“How long have you been here?”

    Davin shrugged.  “Nearly a month.”

    “Why are they keeping you alive?” he asked.  “Are they afraid of you, also?”

    “They think I’m a wolf.”

    “A wolf?” Verana inquired.  “Do you have lycanthropy?  There are herbs which will cure that, though they must be taken regularly.”

    “I do not have lycanthropy,” Davin spat.

    “Are you a wolf?” Toryn asked.

    “Do I look like a wolf?” Davin snapped peevishly.

    “Well, sort of.  You are rather hairy and wolves are grey sometimes, especially up north—”

    “That’s enough, Toryn,” Brydon said.  His headache had returned and he wished the Redolian would not find it necessary to bait everyone they met.

    “How are we going to get out of here?” Toryn demanded.

    The door burst open suddenly to show a very large, bearded man.  He seemed weaponless, but two smaller men behind him were armed, one with a sword and the other with a short bow.  The large man’s beard was matted and dirty and several of his teeth were missing.  He had a large paunch under filthy clothing, but Brydon did not think much of it was fat.  He looked like a slovenly old peasant, but his eyes gleamed with a nasty intelligence as he gazed at them.  Brydon looked for and saw his own signet ring adorning the man’s finger.  His lips thinned on an upsurge of rage.

    “I see the Falaran has awakened.  Odd company you keep, Redolian.”  The big man snorted and turned his eyes to Verana.  “What’s a tasty Ebon wench like you doing with these nothings?”

    Verana glared at him, but made no reply.  The man chuckled.

    “I’m giving you a chance to state your business before I kill you,” he said.

    “We are looking for our friend,” Brydon admitted.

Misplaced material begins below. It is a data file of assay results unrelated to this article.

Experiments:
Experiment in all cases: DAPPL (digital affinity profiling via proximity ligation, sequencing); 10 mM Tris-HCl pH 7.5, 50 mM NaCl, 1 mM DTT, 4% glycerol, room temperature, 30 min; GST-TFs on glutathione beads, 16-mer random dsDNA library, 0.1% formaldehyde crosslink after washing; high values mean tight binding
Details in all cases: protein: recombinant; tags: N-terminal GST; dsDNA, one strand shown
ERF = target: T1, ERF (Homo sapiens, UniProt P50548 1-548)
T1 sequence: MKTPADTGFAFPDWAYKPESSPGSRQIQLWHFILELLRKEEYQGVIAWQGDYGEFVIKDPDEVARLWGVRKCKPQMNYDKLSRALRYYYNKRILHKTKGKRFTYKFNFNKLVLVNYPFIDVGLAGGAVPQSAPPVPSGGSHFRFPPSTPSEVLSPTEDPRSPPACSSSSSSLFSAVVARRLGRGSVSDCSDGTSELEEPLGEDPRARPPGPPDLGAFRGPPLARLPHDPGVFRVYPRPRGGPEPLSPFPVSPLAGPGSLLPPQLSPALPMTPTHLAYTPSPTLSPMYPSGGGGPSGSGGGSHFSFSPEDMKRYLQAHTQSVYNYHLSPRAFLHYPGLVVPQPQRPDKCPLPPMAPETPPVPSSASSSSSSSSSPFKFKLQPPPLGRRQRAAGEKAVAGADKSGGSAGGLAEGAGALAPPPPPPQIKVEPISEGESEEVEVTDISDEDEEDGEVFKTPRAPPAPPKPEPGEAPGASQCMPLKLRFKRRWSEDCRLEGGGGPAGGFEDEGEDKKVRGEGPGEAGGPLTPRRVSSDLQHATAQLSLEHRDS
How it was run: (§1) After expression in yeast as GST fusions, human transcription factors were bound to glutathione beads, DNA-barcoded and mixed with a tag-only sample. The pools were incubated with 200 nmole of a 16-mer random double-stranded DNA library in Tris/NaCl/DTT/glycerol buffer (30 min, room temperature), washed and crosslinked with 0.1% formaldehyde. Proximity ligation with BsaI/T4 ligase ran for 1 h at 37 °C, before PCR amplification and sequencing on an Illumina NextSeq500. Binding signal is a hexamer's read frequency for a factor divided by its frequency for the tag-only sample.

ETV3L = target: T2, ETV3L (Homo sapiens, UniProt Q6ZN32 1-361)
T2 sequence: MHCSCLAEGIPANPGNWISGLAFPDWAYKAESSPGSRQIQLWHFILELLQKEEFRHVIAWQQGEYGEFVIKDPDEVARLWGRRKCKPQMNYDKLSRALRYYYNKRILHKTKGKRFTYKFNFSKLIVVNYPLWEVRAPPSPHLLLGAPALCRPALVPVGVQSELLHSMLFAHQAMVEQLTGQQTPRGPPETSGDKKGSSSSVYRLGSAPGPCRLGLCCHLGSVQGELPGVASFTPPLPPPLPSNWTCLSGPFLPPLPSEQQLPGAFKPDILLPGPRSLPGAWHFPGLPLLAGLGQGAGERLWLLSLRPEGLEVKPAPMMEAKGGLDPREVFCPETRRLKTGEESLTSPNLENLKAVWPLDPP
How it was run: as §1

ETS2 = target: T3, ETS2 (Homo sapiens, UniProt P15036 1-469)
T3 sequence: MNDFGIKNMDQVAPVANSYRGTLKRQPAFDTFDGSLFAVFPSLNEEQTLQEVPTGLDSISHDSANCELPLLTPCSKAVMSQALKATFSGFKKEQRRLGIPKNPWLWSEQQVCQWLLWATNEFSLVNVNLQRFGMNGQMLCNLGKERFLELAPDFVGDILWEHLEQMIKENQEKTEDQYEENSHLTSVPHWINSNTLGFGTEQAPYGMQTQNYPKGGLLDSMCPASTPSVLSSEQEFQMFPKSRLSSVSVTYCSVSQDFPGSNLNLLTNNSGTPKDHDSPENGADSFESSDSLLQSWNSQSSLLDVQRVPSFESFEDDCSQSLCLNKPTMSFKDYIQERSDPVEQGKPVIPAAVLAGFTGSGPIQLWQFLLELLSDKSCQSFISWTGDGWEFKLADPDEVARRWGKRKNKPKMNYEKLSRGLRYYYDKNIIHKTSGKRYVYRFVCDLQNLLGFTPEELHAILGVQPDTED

“And who might that be?”

    “An Akarskan girl with a chestnut stallion.”

    “What makes you think she’s here?  It’s illegal to take horses from Akarska, you know.”

    “We saw her stallion in your corral,” Brydon replied dryly.

    The man gave up his pretense of innocence with a shrug.  “No matter.  I would have killed you even if you hadn’t seen the horse.”  He looked at Verana again.  “Except you, sweet.  I have better things planned for you.”

    He walked forward and grabbed Verana by the wrist.  A menacing motion from the bowman halted Brydon’s instinctive leap forward as the man dragged her outside.

    “Kill them,” the leader called as his footsteps retreated.  “The wolf, too.  I’m tired of him eating our food.  If he was a shape shifter, he would have escaped by now.”

    The bowman stepped into the doorway first and lifted an arrow.  Before the archer could take aim, Davin leaped from the shadows and slammed into the man, knocking him against the door with a loud thud.  The arrow dropped into the dust as the man fell.  The swordsman pushed his way inside and stabbed at Davin, who ducked to avoid the slash.  The swordsman thrust again but missed as the heavy pot Brydon had picked up and thrown caught him directly on the forehead.  Davin scrambled out of the way.

    Toryn dove at the archer and dealt him a solid blow to the jaw with his left fist, which caused the archer’s head to bounce off the door again.  The man collapsed in the dirt and lay still as Toryn snatched up the bow and fallen arrow.  The swordsman shook his head angrily and turned on Toryn as the Redolian struggled to nock the arrow to the bow.  His fingers were clumsy upon the weapon.  Brydon jumped for the swordsman as the man roared and leaped for Toryn with his blade swinging in a deadly arc.  Brydon saw Toryn raise the bow defensively—like a sword—and watched in dismay as the steel sliced cleanly through the wooden bow.  The swordsman laughed, but his glee was short-lived as both Brydon and Davin bore him to the ground.